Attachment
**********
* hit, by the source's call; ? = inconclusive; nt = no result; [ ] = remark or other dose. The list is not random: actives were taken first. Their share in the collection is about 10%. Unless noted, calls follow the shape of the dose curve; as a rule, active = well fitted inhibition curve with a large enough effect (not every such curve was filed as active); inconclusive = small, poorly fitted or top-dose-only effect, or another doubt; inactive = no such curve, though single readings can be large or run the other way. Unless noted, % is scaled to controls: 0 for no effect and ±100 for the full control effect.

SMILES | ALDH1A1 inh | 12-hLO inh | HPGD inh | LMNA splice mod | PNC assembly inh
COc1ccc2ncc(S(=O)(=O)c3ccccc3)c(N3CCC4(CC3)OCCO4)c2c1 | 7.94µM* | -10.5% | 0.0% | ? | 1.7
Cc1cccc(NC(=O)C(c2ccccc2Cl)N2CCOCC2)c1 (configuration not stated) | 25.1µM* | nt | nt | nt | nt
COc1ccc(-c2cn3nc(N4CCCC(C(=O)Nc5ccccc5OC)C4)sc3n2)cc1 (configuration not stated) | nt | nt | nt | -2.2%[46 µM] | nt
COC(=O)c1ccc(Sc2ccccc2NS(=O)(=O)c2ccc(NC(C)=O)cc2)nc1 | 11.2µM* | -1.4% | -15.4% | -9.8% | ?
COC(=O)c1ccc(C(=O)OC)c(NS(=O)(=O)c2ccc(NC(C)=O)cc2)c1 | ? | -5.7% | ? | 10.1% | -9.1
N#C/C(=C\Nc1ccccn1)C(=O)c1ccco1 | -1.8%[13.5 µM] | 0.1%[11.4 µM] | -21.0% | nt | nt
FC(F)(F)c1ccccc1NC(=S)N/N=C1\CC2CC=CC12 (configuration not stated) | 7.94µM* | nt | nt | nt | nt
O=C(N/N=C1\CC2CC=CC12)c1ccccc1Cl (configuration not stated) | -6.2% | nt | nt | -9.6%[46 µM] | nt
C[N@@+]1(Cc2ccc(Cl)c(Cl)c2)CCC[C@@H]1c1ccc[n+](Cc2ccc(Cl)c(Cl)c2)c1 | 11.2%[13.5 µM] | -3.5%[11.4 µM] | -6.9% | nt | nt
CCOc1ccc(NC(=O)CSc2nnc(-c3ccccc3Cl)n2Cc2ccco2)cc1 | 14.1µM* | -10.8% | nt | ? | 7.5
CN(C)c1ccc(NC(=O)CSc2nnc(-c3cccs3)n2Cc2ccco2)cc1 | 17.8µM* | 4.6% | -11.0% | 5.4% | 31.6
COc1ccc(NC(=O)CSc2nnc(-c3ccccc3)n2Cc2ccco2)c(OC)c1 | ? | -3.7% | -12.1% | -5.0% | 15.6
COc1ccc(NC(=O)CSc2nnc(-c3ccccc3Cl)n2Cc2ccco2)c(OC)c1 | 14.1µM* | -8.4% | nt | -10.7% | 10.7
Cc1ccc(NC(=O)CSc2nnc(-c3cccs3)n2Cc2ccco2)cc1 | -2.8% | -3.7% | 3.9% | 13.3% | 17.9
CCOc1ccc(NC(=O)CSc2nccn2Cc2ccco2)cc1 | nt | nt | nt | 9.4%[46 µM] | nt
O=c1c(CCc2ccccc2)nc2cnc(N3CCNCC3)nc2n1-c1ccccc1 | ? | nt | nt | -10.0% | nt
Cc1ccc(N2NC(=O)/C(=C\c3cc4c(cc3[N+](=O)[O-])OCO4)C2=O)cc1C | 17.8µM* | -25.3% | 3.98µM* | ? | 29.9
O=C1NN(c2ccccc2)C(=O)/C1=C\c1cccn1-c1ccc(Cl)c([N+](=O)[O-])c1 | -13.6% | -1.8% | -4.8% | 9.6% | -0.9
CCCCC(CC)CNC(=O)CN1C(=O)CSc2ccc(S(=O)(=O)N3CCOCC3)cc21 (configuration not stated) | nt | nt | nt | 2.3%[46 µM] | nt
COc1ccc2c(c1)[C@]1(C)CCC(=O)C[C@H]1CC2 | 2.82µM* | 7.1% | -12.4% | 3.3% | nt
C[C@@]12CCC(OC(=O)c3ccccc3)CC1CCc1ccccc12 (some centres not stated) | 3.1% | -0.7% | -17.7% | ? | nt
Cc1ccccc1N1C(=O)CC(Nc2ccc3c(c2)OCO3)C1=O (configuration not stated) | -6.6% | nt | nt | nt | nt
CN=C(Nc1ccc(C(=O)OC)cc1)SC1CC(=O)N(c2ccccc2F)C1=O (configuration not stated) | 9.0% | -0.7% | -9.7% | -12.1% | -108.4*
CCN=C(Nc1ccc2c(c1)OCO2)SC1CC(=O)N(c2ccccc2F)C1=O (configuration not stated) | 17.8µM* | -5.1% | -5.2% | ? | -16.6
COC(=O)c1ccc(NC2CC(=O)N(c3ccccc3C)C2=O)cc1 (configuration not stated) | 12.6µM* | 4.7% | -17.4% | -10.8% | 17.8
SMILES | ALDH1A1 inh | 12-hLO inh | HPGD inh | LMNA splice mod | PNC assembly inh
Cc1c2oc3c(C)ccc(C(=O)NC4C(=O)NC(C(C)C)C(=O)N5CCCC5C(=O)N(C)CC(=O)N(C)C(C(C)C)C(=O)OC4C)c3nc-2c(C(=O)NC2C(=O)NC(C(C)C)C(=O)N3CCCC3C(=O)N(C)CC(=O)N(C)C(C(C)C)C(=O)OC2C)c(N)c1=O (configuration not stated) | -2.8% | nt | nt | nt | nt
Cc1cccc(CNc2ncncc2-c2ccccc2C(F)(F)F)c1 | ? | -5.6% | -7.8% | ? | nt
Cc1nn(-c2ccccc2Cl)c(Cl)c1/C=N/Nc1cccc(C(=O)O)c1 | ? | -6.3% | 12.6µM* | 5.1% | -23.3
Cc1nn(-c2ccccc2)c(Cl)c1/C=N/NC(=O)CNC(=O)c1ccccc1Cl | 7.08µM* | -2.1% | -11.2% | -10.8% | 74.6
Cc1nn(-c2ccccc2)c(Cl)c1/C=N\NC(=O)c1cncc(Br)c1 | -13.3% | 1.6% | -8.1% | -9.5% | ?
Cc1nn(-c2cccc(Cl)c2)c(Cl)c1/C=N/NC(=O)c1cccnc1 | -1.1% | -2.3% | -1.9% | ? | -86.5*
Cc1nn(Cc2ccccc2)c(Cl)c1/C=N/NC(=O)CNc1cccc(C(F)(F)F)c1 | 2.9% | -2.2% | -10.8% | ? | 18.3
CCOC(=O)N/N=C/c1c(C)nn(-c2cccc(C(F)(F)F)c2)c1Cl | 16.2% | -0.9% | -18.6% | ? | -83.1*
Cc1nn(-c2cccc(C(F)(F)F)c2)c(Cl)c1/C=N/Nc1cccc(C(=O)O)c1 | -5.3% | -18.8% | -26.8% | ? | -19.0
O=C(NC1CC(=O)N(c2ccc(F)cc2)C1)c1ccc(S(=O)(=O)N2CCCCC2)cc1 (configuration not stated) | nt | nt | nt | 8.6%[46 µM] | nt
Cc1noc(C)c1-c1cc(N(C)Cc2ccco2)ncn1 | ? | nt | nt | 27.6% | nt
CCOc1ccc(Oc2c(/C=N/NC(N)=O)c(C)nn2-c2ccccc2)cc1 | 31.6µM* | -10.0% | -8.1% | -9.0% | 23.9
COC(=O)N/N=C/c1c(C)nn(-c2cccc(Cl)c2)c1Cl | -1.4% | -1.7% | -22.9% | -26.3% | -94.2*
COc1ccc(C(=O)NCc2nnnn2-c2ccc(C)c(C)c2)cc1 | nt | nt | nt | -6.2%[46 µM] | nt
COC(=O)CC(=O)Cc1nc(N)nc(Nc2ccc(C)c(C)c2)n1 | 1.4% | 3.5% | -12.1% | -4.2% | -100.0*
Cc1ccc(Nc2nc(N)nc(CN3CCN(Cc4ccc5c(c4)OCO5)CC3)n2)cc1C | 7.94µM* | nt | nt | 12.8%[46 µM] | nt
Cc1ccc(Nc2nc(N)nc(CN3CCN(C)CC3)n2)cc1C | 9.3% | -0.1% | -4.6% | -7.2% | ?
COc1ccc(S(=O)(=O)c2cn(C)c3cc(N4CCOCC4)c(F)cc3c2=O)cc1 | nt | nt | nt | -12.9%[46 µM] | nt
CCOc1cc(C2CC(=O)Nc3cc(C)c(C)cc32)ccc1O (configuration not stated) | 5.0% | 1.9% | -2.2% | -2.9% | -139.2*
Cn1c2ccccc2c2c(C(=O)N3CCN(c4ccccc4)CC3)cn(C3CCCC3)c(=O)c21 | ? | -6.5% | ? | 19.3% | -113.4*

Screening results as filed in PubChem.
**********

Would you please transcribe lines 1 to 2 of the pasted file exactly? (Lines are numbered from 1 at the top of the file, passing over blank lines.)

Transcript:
* hit, by the source's call; ? = inconclusive; nt = no result; [ ] = remark or other dose. The list is not random: actives were taken first. Their share in the collection is about 10%. Unless noted, calls follow the shape of the dose curve; as a rule, active = well fitted inhibition curve with a large enough effect (not every such curve was filed as active); inconclusive = small, poorly fitted or top-dose-only effect, or another doubt; inactive = no such curve, though single readings can be large or run the other way. Unless noted, % is scaled to controls: 0 for no effect and ±100 for the full control effect.

SMILES | ALDH1A1 inh | 12-hLO inh | HPGD inh | LMNA splice mod | PNC assembly inh